How 4 prominent employers are building gender and race equity

Leaders at Amazon Web Services, BDO, Wyndham and the National Security Administration share how they've boosted DEI efforts.
By: | May 28, 2021 • 2 min read

Amid the pandemic, the national reckoning on race and the other challenges of the past year, employers across business sectors have been forced to sharpen their focus on building gender and race equity across their enterprises. And although employers have used a variety of strategies, including employee resource groups and improved communication, the urgency of the issue is universal.

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That was the message from a recent Equity Across Industries panel discussion, part of WOMEN@WORK: 2021 Redefining the Workforce of the Future, a half-day virtual summit hosted by ADP on May 25. Moderated by ADP’s Isabel Espina, vice president, product development, WorkMarket, the virtual session featured women executives from four distinct industries: leisure and travel, technology, advertising and the federal government.

“Our leadership has really stepped up and continues to be involved in the workforce, and not just in the way that you would think, for example by sending messages or sponsoring employee resource groups,” said Natalie Pittore, chief of Enduring Security Framework at the National Security Agency. “They stepped up by ensuring that our training and every part of the culture within the NSA acknowledges and promotes inclusivity.”

The NSA has 11 employee resource groups, Pittore said, that help “inclusivity reverberate throughout the workforce. It says, ‘this opportunity is here for you.’”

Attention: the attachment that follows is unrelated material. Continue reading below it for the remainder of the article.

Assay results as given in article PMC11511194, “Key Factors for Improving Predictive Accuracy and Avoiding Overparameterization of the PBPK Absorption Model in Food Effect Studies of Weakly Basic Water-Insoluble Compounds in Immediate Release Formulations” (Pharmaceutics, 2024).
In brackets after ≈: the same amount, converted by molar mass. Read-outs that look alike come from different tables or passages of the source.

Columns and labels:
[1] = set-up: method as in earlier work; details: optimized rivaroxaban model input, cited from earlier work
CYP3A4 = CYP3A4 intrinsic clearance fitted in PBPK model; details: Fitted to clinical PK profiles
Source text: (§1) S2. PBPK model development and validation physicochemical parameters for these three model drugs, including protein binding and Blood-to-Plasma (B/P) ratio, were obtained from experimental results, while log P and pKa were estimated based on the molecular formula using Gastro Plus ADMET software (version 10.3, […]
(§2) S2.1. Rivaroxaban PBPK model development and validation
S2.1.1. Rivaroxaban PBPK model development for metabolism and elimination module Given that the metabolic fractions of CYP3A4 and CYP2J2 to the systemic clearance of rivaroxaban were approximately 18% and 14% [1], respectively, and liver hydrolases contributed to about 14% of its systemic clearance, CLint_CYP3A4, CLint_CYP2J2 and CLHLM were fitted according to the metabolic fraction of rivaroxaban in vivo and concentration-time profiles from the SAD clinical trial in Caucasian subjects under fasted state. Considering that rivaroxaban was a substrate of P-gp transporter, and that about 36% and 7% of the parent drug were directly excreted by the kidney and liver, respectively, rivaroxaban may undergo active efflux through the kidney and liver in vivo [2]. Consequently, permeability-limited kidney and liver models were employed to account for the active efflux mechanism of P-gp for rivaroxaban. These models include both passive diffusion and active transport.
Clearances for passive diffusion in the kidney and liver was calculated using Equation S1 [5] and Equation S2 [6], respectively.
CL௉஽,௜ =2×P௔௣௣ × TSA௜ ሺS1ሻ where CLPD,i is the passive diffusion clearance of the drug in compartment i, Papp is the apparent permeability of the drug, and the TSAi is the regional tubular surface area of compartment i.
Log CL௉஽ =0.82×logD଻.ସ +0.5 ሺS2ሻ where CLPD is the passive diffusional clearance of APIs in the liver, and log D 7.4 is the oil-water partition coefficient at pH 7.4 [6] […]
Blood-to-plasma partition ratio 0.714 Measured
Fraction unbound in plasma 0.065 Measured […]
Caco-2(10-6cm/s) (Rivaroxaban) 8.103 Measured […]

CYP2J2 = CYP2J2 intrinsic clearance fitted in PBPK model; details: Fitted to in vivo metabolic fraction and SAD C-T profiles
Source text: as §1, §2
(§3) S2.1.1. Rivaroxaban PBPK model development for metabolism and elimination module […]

Mari Marques-Thomas of Wyndham

Mari Marques-Thomas, vice president of Social Responsibility and Talent Development, Wyndham Hotels & Resorts, said that in the past, candid conversations about inclusion may not have reached inside corporate walls. But that’s changed with the dramatic events of the past year, including the pandemic as well as the murder of George Floyd and ensuing push for racial equity.

“I believe that is no longer the case,” she said. “We have leveraged our affinity business groups and our leaders—our CEO and the executive team—really have leaned in and encouraged continuously making enhancements to our diversity equity and inclusion strategy.”

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Among other initiatives, Marques-Thomas said, the focus on driving higher levels of equity and inclusivity has involved several initiatives, for instance continuing to add to the company’s robust diversity equity and inclusion learning databasewhere the idea was to address racial inequality, anti-racism and boosting the company’s allyship work.

See also: Bersin-Why elevating equity is the challenge of the decade for HR

Kristin Winford, BDO

This work of allyship, which simply defined is the process of building relationships based on trust, consistency and accountability with marginalized or underrepresented individuals and/or groups, is critical to driving equity within the workforce, panelists agreed.

“You constantly have to listen and understand and make the necessary enhancements to your strategy and meet your talent where they are,” said Kristin Winford, executive director, Strategic Planning and Operational Excellence, at BDO in New York. At BDO, that has meant that executive committee members became executive sponsors of the company’s affinity business groups.

“It’s about being engaged and never underestimating your position of power in your workplace,” added panelist Susi Collins, Diversity, Equity and Inclusion (DEI) Leader at Amazon Web Services, which itself is dealing with the fallout of recent allegations of racial and gender discrimination. “You have a voice and we’re asking our people to speak up. If they see any inequities, they have the power and tools to address it and help us continue to build a culture where everyone feels like they belong.”

Tom Starner is a freelance writer based in Philadelphia who has been covering the human resource space and all of its component processes for over two decades. He can be reached at hreletters@lrp.com.